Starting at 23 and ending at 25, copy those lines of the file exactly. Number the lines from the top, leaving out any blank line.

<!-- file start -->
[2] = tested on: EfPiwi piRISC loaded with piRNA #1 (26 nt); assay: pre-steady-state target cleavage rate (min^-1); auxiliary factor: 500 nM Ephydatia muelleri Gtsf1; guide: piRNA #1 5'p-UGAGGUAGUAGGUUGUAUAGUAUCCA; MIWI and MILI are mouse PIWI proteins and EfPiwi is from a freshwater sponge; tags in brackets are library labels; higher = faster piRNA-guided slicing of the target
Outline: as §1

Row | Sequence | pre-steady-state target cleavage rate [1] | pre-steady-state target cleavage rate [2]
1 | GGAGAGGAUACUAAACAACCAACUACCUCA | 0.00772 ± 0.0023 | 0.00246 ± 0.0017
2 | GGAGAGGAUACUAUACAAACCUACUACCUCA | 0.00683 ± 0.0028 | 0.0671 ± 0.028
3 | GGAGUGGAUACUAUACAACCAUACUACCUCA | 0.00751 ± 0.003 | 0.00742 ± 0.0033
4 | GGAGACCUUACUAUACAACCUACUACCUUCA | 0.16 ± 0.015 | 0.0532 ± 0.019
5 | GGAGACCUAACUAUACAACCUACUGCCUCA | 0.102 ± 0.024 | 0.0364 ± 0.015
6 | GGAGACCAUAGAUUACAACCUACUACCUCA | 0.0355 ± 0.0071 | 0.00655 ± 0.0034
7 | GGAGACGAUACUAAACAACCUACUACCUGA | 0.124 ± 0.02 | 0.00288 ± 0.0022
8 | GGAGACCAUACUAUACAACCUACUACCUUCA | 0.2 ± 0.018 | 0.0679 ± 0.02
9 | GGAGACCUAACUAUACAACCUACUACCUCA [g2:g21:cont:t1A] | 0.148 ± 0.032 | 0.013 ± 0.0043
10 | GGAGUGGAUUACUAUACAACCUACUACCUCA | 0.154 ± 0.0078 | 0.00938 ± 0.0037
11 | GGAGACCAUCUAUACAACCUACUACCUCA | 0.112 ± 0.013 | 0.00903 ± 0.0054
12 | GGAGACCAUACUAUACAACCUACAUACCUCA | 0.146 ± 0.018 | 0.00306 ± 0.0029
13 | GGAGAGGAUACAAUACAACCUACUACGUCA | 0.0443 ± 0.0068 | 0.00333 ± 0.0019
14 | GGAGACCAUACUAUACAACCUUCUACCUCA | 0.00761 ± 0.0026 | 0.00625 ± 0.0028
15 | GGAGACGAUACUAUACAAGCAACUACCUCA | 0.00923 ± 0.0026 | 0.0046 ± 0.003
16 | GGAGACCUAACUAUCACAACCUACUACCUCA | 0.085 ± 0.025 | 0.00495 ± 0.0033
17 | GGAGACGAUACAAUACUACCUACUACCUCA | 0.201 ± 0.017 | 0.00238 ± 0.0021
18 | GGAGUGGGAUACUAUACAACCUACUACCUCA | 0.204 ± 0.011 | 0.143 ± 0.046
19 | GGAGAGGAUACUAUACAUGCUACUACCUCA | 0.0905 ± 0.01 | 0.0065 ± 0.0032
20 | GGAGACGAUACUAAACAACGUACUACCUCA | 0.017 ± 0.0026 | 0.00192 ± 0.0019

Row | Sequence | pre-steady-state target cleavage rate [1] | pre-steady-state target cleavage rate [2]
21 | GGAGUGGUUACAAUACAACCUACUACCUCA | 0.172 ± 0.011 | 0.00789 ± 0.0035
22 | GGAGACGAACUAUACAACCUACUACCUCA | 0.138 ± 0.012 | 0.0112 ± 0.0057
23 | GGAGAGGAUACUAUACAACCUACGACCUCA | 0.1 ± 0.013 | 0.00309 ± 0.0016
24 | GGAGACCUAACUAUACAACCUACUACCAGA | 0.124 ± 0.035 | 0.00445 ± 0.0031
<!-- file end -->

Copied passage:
20 | GGAGACGAUACUAAACAACGUACUACCUCA | 0.017 ± 0.0026 | 0.00192 ± 0.0019

Row | Sequence | pre-steady-state target cleavage rate [1] | pre-steady-state target cleavage rate [2]
21 | GGAGUGGUUACAAUACAACCUACUACCUCA | 0.172 ± 0.011 | 0.00789 ± 0.0035